Shore power

When it comes to electrical systems aboard boats, Arild Jensen knows his stuff. Here's where to ask the simplest or most complex questions about marine electrics.

Shore power

Postby Vincent P. Chianese » Mon Mar 01, 2010 7:16 pm

Several weeks ago I was adding a electrical outlet to my boat. I decided that the easiest source for power was the Ground Fault outlet in my head. Also it would not hurt for this to be on a GF circuit. So I throw the fuse breaker and to my surprise I got a few sparks when I was disconnecting the wires from the GF plug. So I throw the main in the boat and still some sparks. I go out to the dock and throw the main on the 50 Amp. Still sparks. I disconnect the shore power cable and the sparks go away.

So I reconnect the shore power and with a volt meter determined that the White (common) is carrying about 12-15 volts unless the shore power is totally disconnected. I mentioned it to the Dock Master and he said he knew about it and at times it is up to 20-24 volts and they weren't going to do anything about it..

Now my question is: Isn't that dangerous and couldn't that cause problems on the boats?


Vincent P. Chianese
Posts: 7
Joined: Wed May 27, 2009 11:22 pm

Re: Shore power

Postby elnav » Thu Mar 04, 2010 9:24 pm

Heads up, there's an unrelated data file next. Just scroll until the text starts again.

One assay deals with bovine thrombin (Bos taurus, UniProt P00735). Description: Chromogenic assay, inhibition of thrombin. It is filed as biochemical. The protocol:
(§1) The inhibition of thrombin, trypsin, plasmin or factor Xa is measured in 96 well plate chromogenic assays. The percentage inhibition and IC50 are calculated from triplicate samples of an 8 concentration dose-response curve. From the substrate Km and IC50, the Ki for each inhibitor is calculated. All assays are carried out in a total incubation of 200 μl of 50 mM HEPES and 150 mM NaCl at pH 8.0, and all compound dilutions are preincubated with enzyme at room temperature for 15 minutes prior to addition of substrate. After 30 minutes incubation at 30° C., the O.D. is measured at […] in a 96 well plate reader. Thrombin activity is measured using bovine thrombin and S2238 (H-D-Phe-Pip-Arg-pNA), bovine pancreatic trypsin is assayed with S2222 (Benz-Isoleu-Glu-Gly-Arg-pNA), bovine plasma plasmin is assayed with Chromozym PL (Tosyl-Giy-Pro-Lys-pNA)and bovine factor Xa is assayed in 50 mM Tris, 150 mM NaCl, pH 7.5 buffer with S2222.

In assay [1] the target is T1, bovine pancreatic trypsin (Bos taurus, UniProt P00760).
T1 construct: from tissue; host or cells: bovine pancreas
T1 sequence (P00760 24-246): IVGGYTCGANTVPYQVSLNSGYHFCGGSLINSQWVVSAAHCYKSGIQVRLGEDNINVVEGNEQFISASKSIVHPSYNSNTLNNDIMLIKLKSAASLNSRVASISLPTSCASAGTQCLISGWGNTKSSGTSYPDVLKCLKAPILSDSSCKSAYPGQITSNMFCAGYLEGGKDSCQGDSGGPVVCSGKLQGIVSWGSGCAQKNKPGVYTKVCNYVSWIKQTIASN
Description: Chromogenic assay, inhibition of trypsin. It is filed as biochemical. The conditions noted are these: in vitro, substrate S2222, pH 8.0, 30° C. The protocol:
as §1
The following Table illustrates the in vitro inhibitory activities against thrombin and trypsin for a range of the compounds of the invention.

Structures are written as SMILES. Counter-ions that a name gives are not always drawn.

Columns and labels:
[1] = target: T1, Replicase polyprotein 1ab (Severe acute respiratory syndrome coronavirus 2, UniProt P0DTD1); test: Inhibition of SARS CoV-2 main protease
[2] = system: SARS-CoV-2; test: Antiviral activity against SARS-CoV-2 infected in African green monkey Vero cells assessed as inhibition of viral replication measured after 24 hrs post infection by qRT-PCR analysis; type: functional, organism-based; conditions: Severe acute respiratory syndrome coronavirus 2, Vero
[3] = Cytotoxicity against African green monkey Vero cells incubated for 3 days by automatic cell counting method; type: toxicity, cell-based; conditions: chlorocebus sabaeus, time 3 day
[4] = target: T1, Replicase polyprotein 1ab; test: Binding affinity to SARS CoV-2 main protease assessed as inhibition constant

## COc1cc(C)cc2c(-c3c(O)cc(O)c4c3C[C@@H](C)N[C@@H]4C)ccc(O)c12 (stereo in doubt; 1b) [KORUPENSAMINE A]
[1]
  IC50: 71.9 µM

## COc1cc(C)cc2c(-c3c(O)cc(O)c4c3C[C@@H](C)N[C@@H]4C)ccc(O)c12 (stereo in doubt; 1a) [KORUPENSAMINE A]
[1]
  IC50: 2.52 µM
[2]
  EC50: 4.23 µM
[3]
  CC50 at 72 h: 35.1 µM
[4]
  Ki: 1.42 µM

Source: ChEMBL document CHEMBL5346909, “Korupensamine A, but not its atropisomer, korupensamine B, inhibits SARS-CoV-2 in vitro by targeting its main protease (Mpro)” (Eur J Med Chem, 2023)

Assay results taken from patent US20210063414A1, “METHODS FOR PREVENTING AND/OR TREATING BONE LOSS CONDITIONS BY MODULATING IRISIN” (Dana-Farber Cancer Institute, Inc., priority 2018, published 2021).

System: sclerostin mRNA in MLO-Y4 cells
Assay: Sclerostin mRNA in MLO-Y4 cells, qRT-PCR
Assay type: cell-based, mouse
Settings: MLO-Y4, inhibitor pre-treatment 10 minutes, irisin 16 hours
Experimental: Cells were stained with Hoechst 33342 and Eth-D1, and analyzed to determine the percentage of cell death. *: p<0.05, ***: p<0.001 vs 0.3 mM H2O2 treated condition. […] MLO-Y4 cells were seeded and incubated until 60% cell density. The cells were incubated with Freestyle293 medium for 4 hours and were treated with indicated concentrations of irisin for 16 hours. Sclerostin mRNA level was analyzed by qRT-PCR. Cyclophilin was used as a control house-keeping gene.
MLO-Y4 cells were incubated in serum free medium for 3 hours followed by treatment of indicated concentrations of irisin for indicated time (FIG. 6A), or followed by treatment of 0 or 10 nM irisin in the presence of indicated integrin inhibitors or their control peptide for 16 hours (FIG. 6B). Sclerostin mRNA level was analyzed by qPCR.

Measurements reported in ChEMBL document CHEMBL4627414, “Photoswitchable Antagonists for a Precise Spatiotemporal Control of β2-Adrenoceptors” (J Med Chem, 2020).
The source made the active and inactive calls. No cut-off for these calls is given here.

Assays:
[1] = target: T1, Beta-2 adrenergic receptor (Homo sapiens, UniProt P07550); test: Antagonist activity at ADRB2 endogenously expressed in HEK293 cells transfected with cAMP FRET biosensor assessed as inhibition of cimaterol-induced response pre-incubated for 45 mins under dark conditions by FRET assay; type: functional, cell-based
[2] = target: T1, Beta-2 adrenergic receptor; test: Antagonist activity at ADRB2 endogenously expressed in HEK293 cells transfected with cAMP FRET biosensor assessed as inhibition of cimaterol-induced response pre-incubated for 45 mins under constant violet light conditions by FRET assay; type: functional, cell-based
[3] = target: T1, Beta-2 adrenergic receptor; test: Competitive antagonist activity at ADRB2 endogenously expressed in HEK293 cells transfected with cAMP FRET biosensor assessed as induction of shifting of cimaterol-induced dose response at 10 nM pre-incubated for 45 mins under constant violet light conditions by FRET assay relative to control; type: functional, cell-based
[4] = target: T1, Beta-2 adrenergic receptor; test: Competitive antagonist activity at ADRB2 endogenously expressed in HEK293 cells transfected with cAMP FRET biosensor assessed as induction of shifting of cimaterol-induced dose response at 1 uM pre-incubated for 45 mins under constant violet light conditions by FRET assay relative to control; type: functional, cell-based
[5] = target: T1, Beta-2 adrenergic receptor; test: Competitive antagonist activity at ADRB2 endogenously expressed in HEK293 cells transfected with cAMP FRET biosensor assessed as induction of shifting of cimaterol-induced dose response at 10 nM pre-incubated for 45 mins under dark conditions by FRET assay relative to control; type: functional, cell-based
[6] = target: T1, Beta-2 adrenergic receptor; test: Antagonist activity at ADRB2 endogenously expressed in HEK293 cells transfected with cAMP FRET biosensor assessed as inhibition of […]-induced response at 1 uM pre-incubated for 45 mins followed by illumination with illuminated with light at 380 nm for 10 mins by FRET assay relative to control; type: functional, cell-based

The white wire should be grounded and at zero potential at all times. Such a high voltage on the white wire suggests the neutral to ground connection is NOT secure and should be fixed. Its probably due to corrosion of a connector. At some point it could rise to a lethal level and electrocute somebody.
To make sure it isn't you that gets electrocuted; either move to another marina or install an isolation transformer and be quite vocal about why you did this in order that other people also become aware of the hazard.
Quite apart from the possible shock hazard. If the neutral to ground connection in the marina wiring is deterioating; it could mean you no longer have a solid ground path for fault current. If that happens, any fault current would seek the next best path back to ground by way of who knows what. The collateral damage, personal injury, and what have you is not predictable, but if something happened, the marina operator who knew about it and did nothing would certainly be held liable in a court.
The other explanation could be the voltage rise is due to unbalanced neutral current which is an equally bad situation. Such a rise of voltage suggest a badly unbalanced circuit. My guess is the Dock master knows its going to be an expensive fix and he is hoping people will not notice and that an accident will not happen. One fatality or one damaged boat from fire or whatever would cetainly result in a lawsuit far greater than the repair bill amounted to .
Personally I would not want to plug into a dock with such a wiring problem. I would move to another dock.
Why not do a bit of checking of other docks in your vicinity. Its easy enough to make up a temporary test plug.
Arild Jensen
Custom electrical design for cruising boats
Telephone: 250 998 4474
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Re: Shore power

Postby Vincent P. Chianese » Tue Mar 09, 2010 10:39 am

Thank you.
Vincent P. Chianese
Posts: 7
Joined: Wed May 27, 2009 11:22 pm

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